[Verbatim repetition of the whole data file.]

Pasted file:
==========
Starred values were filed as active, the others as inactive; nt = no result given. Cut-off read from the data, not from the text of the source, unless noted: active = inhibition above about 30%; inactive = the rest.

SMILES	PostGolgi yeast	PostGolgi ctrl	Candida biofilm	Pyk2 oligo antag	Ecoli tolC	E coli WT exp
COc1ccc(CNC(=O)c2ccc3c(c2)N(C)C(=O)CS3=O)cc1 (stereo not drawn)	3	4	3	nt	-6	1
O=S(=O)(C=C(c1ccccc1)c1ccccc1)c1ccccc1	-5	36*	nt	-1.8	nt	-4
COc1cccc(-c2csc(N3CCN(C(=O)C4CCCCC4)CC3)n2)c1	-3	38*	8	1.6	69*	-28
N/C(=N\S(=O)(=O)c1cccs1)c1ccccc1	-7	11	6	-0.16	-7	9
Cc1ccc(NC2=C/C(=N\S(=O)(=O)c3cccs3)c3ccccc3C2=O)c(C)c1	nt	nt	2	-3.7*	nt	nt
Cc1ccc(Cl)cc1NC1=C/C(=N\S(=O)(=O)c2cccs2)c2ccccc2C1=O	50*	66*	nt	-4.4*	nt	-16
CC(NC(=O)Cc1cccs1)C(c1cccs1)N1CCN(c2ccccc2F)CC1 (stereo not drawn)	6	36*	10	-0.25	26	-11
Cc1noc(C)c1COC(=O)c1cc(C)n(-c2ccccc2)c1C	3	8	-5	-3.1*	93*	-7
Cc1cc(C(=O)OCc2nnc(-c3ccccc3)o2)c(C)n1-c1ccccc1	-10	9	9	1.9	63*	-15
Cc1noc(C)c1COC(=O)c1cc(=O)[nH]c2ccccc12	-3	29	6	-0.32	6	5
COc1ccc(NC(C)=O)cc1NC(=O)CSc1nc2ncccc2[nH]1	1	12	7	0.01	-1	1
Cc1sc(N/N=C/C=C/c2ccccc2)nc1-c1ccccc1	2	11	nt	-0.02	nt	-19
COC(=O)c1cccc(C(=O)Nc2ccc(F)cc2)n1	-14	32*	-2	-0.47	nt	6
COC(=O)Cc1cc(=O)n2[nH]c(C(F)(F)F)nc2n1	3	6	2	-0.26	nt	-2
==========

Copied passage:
Starred values were filed as active, the others as inactive; nt = no result given. Cut-off read from the data, not from the text of the source, unless noted: active = inhibition above about 30%; inactive = the rest.

SMILES	PostGolgi yeast	PostGolgi ctrl	Candida biofilm	Pyk2 oligo antag	Ecoli tolC	E coli WT exp
COc1ccc(CNC(=O)c2ccc3c(c2)N(C)C(=O)CS3=O)cc1 (stereo not drawn)	3	4	3	nt	-6	1
O=S(=O)(C=C(c1ccccc1)c1ccccc1)c1ccccc1	-5	36*	nt	-1.8	nt	-4
COc1cccc(-c2csc(N3CCN(C(=O)C4CCCCC4)CC3)n2)c1	-3	38*	8	1.6	69*	-28
N/C(=N\S(=O)(=O)c1cccs1)c1ccccc1	-7	11	6	-0.16	-7	9
Cc1ccc(NC2=C/C(=N\S(=O)(=O)c3cccs3)c3ccccc3C2=O)c(C)c1	nt	nt	2	-3.7*	nt	nt
Cc1ccc(Cl)cc1NC1=C/C(=N\S(=O)(=O)c2cccs2)c2ccccc2C1=O	50*	66*	nt	-4.4*	nt	-16
CC(NC(=O)Cc1cccs1)C(c1cccs1)N1CCN(c2ccccc2F)CC1 (stereo not drawn)	6	36*	10	-0.25	26	-11
Cc1noc(C)c1COC(=O)c1cc(C)n(-c2ccccc2)c1C	3	8	-5	-3.1*	93*	-7
Cc1cc(C(=O)OCc2nnc(-c3ccccc3)o2)c(C)n1-c1ccccc1	-10	9	9	1.9	63*	-15
Cc1noc(C)c1COC(=O)c1cc(=O)[nH]c2ccccc12	-3	29	6	-0.32	6	5
COc1ccc(NC(C)=O)cc1NC(=O)CSc1nc2ncccc2[nH]1	1	12	7	0.01	-1	1
Cc1sc(N/N=C/C=C/c2ccccc2)nc1-c1ccccc1	2	11	nt	-0.02	nt	-19
COC(=O)c1cccc(C(=O)Nc2ccc(F)cc2)n1	-14	32*	-2	-0.47	nt	6
COC(=O)Cc1cc(=O)n2[nH]c(C(F)(F)F)nc2n1	3	6	2	-0.26	nt	-2